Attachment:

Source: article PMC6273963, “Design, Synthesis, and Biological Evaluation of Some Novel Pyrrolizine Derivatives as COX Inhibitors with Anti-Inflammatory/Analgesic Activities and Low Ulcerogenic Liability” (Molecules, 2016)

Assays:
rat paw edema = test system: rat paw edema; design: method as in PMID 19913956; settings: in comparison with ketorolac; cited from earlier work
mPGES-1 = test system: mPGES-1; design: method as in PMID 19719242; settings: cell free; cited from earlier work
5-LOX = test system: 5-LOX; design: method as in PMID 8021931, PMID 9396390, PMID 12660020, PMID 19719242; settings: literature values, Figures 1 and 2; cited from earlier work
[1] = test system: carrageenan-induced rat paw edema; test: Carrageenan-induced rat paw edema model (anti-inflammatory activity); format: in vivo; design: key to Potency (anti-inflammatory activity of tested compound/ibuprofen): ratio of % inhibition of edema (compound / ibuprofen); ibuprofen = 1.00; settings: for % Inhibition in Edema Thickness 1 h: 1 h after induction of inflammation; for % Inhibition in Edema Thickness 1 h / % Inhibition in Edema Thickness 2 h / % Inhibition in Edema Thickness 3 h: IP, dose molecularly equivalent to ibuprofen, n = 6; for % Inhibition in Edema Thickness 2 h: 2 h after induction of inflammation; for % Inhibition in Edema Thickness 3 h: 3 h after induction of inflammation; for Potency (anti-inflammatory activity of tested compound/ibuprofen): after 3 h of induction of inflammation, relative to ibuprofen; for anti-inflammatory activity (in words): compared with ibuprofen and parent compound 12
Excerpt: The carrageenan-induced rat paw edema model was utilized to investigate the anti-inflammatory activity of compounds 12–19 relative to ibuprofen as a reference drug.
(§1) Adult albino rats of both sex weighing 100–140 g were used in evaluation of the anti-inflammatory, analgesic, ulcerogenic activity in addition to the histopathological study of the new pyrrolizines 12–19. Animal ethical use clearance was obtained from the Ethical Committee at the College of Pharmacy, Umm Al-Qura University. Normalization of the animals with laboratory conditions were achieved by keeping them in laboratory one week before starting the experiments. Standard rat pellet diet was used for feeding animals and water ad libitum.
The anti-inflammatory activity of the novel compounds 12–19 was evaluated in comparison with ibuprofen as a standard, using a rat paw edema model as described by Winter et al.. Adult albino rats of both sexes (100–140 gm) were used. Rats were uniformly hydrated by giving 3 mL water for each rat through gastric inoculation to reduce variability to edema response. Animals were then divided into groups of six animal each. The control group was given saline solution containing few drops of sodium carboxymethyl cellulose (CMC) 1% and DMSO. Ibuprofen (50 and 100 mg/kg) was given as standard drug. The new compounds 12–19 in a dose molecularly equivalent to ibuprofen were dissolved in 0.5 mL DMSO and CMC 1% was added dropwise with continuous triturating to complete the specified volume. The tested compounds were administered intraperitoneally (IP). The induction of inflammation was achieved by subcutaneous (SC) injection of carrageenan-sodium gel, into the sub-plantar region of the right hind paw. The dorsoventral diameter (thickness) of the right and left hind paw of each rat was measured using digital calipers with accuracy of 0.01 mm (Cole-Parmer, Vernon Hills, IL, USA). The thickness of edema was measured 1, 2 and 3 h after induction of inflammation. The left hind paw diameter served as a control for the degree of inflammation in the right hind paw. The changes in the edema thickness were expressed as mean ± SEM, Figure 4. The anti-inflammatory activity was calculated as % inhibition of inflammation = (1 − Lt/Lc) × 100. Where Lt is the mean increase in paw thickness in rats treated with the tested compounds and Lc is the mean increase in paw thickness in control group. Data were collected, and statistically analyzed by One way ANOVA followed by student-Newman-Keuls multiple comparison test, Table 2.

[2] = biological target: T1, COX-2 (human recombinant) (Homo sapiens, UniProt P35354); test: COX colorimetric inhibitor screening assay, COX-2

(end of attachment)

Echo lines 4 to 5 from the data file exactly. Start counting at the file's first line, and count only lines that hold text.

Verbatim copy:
mPGES-1 = test system: mPGES-1; design: method as in PMID 19719242; settings: cell free; cited from earlier work
5-LOX = test system: 5-LOX; design: method as in PMID 8021931, PMID 9396390, PMID 12660020, PMID 19719242; settings: literature values, Figures 1 and 2; cited from earlier work